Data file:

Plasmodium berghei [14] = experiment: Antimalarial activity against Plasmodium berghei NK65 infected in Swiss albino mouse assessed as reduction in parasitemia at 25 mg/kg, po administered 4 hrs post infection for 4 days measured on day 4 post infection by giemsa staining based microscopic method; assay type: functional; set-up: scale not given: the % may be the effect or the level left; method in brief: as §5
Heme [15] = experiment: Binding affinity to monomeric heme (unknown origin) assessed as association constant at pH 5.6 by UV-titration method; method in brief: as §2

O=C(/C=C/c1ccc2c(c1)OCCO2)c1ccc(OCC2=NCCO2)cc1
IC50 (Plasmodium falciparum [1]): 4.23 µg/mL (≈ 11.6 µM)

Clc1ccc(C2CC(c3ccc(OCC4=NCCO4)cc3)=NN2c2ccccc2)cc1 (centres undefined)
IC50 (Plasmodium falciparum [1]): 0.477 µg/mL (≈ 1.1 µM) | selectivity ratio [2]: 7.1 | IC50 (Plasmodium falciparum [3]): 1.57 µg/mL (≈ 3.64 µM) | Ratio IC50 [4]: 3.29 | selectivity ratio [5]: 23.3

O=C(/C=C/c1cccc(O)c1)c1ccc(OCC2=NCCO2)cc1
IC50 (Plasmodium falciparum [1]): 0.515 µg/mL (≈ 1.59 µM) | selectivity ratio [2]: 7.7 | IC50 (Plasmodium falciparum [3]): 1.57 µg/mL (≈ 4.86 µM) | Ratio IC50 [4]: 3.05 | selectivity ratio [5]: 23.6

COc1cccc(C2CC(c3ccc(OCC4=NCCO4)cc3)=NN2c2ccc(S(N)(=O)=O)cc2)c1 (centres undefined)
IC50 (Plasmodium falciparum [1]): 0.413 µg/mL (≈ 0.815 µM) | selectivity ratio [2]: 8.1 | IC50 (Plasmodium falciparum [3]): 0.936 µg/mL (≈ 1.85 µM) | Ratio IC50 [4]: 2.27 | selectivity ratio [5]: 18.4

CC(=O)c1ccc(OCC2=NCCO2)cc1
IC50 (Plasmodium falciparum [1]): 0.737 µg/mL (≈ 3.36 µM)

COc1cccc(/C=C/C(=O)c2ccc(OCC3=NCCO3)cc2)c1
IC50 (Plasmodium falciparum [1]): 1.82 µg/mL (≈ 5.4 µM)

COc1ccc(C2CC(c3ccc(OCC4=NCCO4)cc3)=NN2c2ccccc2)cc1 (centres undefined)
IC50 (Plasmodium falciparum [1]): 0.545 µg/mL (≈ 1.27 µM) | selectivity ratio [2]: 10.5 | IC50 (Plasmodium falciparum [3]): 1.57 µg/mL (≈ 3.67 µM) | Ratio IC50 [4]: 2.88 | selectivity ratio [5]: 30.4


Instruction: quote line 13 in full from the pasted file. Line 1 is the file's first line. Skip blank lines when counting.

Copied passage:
COc1cccc(/C=C/C(=O)c2ccc(OCC3=NCCO3)cc2)c1